By Tom Reardon, August 2020 issue.
Mishka Shubaly—I’ll Be Gone
When you boil some water, assuming you have, it is often an act of necessity. There are the bubbles and the steam that lets us know what is happening. We can see the change occurring as a liquid becomes a gas and sometimes, we even hold our hand over the water so we can feel the heat. If you’ve ever had the urge to touch the water or on one of those really bad days, take the water and pour it over your head, you can instantly imagine the pain that would be brought on by something that we usually find so soothing, so serene.
Listening to Mishka Shubaly’s new record, I’ll Be Gone, is something similar to the dark fantasy of dousing your emotional pain with boiling water. You know it is going to hurt but you are also so curious as to what it will really feel like. It is a short record filled with strong inclinations of the search for peace in a world where struggle is often king, and frustration is a mocking jester.
I’ll Be Gone is an efficient and proper execution of the solitary exploration of pain, and the aftereffects of Shubaly’s work will most definitely leave a mark, just as boiling water does to skin.
It is also beautiful, as well, with the pared down honkytonk inspired instrumentation and wistful phrasing of a true poet. It is safe to say it is my favorite new record of the year (although I’m still loving the new JJCnV offering, so I’ll Be Gone might be in second place, to be accurate) and definitely my favorite record by Shubaly. The singer/songwriter is also an author and comedian, so painful subject matter is nothing new to him. In fact, it is hard to imagine someone out there conveying what it feels like to be living in the middle of a pandemic, racial unrest, and the bewildering politics of a mad con man better than my fellow Phoenician.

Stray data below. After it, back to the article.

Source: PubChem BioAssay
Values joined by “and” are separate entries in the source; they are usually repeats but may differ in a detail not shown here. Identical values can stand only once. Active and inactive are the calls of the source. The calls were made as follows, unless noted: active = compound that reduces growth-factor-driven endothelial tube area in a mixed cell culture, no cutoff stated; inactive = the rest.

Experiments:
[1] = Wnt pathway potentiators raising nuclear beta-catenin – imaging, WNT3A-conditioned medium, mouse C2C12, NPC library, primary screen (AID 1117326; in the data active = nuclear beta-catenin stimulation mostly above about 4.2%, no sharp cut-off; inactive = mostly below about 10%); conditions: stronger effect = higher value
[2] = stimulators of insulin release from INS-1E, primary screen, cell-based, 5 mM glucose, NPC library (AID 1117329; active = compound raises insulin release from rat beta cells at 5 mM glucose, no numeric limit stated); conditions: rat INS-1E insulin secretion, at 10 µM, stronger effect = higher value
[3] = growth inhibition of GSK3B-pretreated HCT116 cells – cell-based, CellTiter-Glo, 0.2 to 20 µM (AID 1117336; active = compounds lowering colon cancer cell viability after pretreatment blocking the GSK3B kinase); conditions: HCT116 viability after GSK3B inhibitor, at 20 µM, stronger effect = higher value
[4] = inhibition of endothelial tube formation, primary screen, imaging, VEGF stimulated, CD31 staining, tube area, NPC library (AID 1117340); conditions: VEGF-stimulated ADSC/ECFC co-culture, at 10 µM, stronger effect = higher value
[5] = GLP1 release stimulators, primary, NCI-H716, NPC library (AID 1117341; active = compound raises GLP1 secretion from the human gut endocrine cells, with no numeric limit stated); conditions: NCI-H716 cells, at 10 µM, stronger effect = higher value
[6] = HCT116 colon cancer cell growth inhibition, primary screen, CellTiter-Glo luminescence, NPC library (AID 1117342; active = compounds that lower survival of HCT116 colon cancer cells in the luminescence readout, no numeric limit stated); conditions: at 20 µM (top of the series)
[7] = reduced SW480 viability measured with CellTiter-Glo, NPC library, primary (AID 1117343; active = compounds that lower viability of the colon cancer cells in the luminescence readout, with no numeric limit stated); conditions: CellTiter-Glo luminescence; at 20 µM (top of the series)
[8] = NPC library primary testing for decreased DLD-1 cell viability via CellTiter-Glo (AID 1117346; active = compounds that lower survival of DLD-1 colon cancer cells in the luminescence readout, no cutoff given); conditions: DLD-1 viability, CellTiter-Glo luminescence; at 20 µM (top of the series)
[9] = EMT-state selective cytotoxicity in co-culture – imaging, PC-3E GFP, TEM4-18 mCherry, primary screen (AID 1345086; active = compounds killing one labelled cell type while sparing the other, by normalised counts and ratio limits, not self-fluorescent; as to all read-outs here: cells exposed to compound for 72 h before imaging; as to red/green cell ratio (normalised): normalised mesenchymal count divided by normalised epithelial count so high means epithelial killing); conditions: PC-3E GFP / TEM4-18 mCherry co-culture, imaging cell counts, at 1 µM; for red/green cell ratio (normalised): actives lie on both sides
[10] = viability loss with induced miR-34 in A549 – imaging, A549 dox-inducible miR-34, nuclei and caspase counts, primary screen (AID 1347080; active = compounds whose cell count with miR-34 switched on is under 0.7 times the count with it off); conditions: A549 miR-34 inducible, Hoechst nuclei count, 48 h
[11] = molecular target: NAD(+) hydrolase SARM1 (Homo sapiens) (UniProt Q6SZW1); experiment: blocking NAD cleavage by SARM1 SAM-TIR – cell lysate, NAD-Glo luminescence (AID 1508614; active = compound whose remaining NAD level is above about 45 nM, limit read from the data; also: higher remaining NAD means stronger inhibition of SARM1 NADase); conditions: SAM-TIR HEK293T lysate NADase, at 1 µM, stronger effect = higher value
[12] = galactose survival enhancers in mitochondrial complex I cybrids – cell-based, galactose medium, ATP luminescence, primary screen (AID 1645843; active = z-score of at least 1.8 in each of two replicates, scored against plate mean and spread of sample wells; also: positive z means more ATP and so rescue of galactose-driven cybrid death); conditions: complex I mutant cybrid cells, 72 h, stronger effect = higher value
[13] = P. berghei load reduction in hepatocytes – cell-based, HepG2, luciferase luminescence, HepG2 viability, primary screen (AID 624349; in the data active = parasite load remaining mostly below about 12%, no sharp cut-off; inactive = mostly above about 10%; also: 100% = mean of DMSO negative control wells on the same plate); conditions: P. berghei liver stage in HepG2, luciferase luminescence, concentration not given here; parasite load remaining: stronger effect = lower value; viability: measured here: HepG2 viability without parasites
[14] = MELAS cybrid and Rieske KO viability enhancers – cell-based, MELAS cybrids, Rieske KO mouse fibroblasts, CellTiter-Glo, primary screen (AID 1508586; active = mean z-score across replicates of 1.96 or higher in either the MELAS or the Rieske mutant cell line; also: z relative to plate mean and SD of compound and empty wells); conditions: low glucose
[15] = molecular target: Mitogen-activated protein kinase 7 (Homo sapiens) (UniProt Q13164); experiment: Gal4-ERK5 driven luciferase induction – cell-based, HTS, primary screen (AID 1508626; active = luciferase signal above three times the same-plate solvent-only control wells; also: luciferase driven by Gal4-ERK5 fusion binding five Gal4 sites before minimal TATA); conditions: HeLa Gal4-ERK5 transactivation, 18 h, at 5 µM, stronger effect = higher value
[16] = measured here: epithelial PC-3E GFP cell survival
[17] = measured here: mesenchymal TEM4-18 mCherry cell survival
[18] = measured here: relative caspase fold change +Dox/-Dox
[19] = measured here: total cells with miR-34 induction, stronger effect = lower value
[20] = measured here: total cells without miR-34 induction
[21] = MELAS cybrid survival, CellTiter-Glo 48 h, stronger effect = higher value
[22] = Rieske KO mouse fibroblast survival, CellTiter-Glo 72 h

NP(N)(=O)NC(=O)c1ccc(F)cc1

Bookended by two brother/sister/kissing cousin songs, “You Were the Song” and “You Were the Band,” I’ll Be Gone is rife with the kind of word play fans of Shubaly have come to expect from his literary and musical work. You may even be tempted to smile as his words take chunks out of your soul because it feels to good to be eviscerated by things you wish you would have said yourself and you can sing along, too. Shubaly has really come into his unique voice on I’ll Be Gone, and it is the best he has sounded on record.
The cover of Fred Eaglesmith’s “Trucker Speed” is a nugget of gold amidst the other five gems on this offering. If you are not familiar with the original version of the song, you are probably going to fall in love with Shubaly’s take on this paean to lonely life on the road. Allison Langerak’s beautiful vocals help create a “beauty and the beast” effect on “Trucker Speed” even though Shubaly has truly never sounded better. With Don Cento’s fantastic work on the keys, the song grips the heart and twists, ringing out the blood, sweat, and tears of a true road warrior which is subject matter that Shubaly knows only too well.
In a record filled with great lines, two of my all-time favorites occur on another epic road song, “This Road Has Tolls.” When Shubaly sings, “I got every single color of black rock and roll skull t-shirt now remind me what I’m dying for. Feel like I’m losing the narrative, speaking a language I no longer understand,” every musician will die a little bit alongside the singer as he wonders what all these cloth trophies add up to in the grand ledger of rock and roll life. At the end of the song when Shubaly sings, “If I ever make it home I’ll find home has lost everything (that) made it home to me” it truly sums up what it means to be a wandering soul, lost in a desert of dry humor and empty, unwashed whiskey glasses.
Buy this record now. I did.